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“Are you sexually confused?”: Prejudice in mental health services

“You’re sexually confused”: Historically, LGBT+ people have been treated appallingly by mental health professionals and institutions, and the situation is still problematic today, says Luke Carter.


Historically, LGBT+ people have been treated appallingly by mental health professionals and institutions, and the situation is still problematic today, says Luke Carter.

Illustration: Luke Carter

In the fifties and sixties those found guilty of the then-crime of homosexuality were often subject to electroshock therapy, hallucinogenic drugs and the infamous aversion therapy (think Clockwork Orange). These ‘treatments’ did nothing to change people’s sexual orientations – though they did succeed in destroying countless lives. The World Health Organisation only declassified homosexuality as a mental illness in 1992, and still lists being transgender as such.

Though mental health services have come a long way in the last fifty years, there is still a long way to go in eliminating homophobia and transphobia from the system. LGBT+ people often find themselves stereotyped and pigeonholed, both when the help they need is relevant to their sexuality or gender, and when it has nothing to do with it. I spoke to James, a gay man who recently accessed Bristol mental health services for anxiety and depression.

“In the initial appointments they would ask if I was gay,” he recalls, “which would immediately result in being asked if I was an active drug taker, if I was promiscuous, and, if in a long-term relationship with a man, was he beating me?”

While these questions may have been well-intentioned given the disproportionate risk of abuse faced by LGBT+ people, care needs to be taken not to pigeonhole the vulnerable. More open questions such as “how are your relationships?” are much more appropriate for a sensitive, person-centred service.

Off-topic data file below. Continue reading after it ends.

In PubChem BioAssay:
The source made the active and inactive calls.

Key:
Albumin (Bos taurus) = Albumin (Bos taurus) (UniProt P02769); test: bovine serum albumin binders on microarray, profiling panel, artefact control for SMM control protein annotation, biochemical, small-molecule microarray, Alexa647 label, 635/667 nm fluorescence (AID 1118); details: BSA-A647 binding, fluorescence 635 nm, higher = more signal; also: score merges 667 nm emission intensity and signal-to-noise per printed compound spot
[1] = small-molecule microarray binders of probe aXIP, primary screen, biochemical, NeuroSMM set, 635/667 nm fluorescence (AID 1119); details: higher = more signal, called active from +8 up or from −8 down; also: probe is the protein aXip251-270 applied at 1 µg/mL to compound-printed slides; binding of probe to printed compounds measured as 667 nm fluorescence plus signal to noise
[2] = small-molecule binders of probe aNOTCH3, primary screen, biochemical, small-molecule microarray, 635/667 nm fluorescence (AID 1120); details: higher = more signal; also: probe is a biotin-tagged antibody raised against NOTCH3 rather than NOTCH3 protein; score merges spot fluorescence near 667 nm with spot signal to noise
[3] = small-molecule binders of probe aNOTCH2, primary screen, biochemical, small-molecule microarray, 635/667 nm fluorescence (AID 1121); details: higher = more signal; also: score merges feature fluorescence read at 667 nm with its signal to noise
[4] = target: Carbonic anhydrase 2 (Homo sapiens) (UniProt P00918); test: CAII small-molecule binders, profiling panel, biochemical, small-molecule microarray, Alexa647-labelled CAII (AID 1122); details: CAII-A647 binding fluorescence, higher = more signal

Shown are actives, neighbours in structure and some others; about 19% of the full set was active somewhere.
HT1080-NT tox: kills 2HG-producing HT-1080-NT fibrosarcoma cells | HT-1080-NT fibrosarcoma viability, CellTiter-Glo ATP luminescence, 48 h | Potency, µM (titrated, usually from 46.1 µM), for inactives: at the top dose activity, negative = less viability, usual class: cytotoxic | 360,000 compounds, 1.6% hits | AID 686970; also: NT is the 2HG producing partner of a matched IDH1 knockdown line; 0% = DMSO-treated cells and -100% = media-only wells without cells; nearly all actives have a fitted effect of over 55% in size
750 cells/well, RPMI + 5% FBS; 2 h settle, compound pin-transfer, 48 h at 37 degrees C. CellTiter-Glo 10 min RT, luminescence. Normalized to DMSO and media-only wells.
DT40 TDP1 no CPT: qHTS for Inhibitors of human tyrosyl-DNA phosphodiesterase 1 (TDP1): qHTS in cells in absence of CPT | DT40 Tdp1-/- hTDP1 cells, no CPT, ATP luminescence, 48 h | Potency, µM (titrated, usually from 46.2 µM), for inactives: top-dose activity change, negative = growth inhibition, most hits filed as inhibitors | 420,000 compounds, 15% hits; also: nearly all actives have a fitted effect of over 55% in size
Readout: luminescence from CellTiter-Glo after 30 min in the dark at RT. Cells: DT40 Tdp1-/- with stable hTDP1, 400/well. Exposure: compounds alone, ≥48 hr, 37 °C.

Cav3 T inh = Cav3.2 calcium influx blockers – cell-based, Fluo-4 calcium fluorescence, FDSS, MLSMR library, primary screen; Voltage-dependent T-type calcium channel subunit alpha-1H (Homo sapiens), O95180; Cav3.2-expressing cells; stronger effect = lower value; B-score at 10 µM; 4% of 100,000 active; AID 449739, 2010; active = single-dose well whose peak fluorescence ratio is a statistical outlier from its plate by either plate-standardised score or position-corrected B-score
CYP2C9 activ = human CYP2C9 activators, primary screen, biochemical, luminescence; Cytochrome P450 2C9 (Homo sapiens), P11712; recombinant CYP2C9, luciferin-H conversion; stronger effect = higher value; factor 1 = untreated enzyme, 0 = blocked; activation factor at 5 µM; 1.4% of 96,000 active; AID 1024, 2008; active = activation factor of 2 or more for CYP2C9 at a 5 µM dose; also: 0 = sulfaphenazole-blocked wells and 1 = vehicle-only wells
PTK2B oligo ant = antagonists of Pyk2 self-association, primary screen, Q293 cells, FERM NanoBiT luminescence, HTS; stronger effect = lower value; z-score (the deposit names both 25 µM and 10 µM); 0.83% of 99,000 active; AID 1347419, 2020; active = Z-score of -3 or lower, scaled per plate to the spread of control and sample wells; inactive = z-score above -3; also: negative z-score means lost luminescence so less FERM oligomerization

Fear and experience of bigotry in the system can – as in James’ case, and that of many older people – create reluctance to seek support. Opening up can be daunting, and it is important to know you won’t be judged on your sexuality. Before his recent experience James had spent a decade avoiding help, after a mental health professional repeatedly implied his depression was the result of being “sexually confused”.

The organisation Pink Therapy trains practitioners to work in a sexually affirming way, and offers a directory of queer-friendly therapists, including five in Bristol. Queer-specific initiatives such as Off the Record’s gender and sexuality project Freedom Youth, offer support services to young people who identify as LGBT+ or are questioning their gender/sexuality. These groups are vital, particularly for young trans people, who are at particular risk of being stigmatised and treated dismissively by mental health professionals, and face a postcode lottery of inadequate services. Figures show that nearly half of trans people under 26 have attempted suicide, and nearly 60% have considered it.

There is much more that needs to happen to improve the understanding of LGBT+ issues within health professions, and to improve the mental health of queer people. Getting this work done in the current political climate is no easy task. The aftermath of the Brexit vote saw a 147% rise in LGBT+ hate crimes, with resurgent cultures of bigotry and intolerance. Cuts to disability benefits and a severe housing crisis have seen poverty and health problems skyrocket among the most vulnerable people in society. Meanwhile the NHS is chronically underfunded, with numerous trusts at breaking point, limiting the support they can offer.

In 2017 we should be able to afford high-quality mental health services for everyone. While charities like Off the Record will always be essential, they shouldn’t have to make up for the failings in the system, and it’s about time official services worked more closely with them to improve. As we wait for that to happen we’re presiding over a mental health crisis, with vulnerable people and minorities more likely to draw the short straw.

This article is part of our ongoing series on mental health, supported by HealthWatch Bristol.


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